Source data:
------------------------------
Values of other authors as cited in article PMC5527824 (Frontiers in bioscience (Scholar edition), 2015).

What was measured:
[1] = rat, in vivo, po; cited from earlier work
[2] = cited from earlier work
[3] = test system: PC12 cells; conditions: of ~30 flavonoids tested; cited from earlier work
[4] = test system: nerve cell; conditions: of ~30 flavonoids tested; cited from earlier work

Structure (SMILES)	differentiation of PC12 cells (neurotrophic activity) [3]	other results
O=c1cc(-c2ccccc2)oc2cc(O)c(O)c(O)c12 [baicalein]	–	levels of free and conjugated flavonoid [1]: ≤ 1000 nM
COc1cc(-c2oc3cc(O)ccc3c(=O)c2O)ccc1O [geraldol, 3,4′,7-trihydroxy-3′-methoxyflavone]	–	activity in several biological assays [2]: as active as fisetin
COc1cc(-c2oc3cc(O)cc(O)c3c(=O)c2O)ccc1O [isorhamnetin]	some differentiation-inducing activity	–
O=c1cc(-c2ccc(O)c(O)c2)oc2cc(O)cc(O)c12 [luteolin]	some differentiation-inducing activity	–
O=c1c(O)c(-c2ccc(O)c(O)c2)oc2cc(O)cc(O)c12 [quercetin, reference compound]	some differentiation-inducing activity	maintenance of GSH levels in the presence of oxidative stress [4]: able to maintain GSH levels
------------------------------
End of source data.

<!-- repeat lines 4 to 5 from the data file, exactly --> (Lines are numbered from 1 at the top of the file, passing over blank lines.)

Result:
[2] = cited from earlier work
[3] = test system: PC12 cells; conditions: of ~30 flavonoids tested; cited from earlier work